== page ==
This one crops up all the time. Someone writes something like:
I made that mistake purposefully.
She stood there purposely and refused to let me pass.
And all the grammar fiends come down on them for such basic errors.
So once and for all, here’s the difference between these two words.
purposely = intentionally = on purpose
Beckham purposely kicked the Argentinian player.
Beckham intentionally kicked the Argentinian player.
Beckham kicked the Argentinian player on purpose.
In other words, it was a planned event and it wasn’t an accident.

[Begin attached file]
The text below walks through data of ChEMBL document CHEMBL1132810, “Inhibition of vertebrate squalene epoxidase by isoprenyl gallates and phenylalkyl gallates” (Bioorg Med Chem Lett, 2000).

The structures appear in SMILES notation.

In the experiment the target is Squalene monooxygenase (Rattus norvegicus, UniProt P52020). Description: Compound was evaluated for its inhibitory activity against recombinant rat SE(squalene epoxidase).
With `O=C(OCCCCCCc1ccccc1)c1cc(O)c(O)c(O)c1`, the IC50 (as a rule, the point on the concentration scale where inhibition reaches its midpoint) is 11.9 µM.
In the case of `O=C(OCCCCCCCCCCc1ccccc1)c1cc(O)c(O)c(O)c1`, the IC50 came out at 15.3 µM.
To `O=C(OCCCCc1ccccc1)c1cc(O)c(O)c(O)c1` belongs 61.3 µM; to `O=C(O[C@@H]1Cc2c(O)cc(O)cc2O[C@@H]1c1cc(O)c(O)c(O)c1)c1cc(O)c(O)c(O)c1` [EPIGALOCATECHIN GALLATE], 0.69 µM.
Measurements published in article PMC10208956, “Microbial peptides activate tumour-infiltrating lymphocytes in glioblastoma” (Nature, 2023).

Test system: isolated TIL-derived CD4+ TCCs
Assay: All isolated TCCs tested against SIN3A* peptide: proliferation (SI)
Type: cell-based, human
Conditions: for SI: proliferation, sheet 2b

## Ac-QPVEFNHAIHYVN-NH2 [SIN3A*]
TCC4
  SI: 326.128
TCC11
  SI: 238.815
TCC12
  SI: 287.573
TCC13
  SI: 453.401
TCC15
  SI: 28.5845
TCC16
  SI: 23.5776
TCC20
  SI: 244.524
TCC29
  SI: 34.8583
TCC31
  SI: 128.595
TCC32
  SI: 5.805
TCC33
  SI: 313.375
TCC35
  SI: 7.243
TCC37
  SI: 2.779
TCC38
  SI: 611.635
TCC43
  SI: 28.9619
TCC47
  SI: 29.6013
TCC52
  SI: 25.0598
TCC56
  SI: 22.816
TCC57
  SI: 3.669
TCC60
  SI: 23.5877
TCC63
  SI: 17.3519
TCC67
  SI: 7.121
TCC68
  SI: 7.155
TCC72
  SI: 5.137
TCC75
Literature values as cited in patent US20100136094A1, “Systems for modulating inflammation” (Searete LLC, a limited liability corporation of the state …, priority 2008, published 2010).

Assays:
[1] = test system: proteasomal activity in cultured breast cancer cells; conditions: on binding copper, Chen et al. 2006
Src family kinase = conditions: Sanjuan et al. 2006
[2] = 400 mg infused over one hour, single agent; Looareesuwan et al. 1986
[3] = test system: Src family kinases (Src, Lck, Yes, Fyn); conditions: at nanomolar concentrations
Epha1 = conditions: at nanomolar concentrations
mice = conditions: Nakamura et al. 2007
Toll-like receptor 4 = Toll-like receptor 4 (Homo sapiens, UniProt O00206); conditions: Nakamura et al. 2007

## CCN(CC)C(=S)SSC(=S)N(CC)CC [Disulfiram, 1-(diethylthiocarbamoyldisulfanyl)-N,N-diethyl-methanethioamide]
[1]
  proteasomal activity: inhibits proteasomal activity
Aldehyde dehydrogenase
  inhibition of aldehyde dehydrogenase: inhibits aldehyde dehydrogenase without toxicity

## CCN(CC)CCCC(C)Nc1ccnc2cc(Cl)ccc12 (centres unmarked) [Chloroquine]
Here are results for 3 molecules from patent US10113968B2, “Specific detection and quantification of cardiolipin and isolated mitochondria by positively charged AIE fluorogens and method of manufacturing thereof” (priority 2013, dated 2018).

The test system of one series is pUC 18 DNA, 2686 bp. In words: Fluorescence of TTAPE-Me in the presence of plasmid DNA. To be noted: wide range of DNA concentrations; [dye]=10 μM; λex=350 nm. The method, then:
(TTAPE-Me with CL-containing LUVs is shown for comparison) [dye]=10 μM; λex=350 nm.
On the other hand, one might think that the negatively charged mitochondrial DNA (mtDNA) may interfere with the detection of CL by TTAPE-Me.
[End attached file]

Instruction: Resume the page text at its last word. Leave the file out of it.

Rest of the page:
On the other hand:
purposefully = with determination
The referee held the red card up purposefully.
The referee held the red card up with determination.
In other words, the referee held the card strongly and forcefully and in order to serve a purpose; in order to say something strong.
Purposefully vs Purposely
So very roughly speaking, purposely is about the reason you do something and purposefully is how you do something.
Meanwhile, if it helps, here are some opposites:
purposely ≠ by mistake
purposefully ≠ timidly
And just complicate things a little more before finishing, both of these words use the adjective, purposeful.
It was a purposeful kick from Beckham.
A purposeful grimace from the referee.